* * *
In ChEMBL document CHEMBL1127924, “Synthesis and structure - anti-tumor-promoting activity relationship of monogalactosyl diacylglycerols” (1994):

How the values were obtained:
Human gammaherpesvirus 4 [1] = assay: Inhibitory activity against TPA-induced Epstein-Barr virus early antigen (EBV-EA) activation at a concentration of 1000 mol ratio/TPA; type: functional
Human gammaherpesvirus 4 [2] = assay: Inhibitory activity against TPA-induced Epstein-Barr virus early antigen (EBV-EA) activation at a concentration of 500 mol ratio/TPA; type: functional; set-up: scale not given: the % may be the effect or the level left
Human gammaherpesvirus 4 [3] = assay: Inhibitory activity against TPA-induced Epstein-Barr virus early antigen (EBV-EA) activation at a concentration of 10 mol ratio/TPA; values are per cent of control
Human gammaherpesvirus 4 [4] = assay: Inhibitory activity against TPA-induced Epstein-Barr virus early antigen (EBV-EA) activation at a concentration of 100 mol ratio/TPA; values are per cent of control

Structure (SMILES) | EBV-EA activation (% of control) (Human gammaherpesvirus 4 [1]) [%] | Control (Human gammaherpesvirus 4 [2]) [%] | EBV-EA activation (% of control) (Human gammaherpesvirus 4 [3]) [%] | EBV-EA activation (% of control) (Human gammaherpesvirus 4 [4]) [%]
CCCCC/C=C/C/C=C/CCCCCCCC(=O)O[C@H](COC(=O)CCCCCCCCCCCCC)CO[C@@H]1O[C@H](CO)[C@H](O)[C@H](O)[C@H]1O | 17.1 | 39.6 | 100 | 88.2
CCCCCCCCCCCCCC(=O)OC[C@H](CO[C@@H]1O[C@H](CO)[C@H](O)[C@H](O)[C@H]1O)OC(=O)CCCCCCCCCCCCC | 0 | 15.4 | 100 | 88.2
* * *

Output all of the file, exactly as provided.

In ChEMBL document CHEMBL1127924, “Synthesis and structure - anti-tumor-promoting activity relationship of monogalactosyl diacylglycerols” (1994):

How the values were obtained:
Human gammaherpesvirus 4 [1] = assay: Inhibitory activity against TPA-induced Epstein-Barr virus early antigen (EBV-EA) activation at a concentration of 1000 mol ratio/TPA; type: functional
Human gammaherpesvirus 4 [2] = assay: Inhibitory activity against TPA-induced Epstein-Barr virus early antigen (EBV-EA) activation at a concentration of 500 mol ratio/TPA; type: functional; set-up: scale not given: the % may be the effect or the level left
Human gammaherpesvirus 4 [3] = assay: Inhibitory activity against TPA-induced Epstein-Barr virus early antigen (EBV-EA) activation at a concentration of 10 mol ratio/TPA; values are per cent of control
Human gammaherpesvirus 4 [4] = assay: Inhibitory activity against TPA-induced Epstein-Barr virus early antigen (EBV-EA) activation at a concentration of 100 mol ratio/TPA; values are per cent of control

Structure (SMILES) | EBV-EA activation (% of control) (Human gammaherpesvirus 4 [1]) [%] | Control (Human gammaherpesvirus 4 [2]) [%] | EBV-EA activation (% of control) (Human gammaherpesvirus 4 [3]) [%] | EBV-EA activation (% of control) (Human gammaherpesvirus 4 [4]) [%]
CCCCC/C=C/C/C=C/CCCCCCCC(=O)O[C@H](COC(=O)CCCCCCCCCCCCC)CO[C@@H]1O[C@H](CO)[C@H](O)[C@H](O)[C@H]1O | 17.1 | 39.6 | 100 | 88.2
CCCCCCCCCCCCCC(=O)OC[C@H](CO[C@@H]1O[C@H](CO)[C@H](O)[C@H](O)[C@H]1O)OC(=O)CCCCCCCCCCCCC | 0 | 15.4 | 100 | 88.2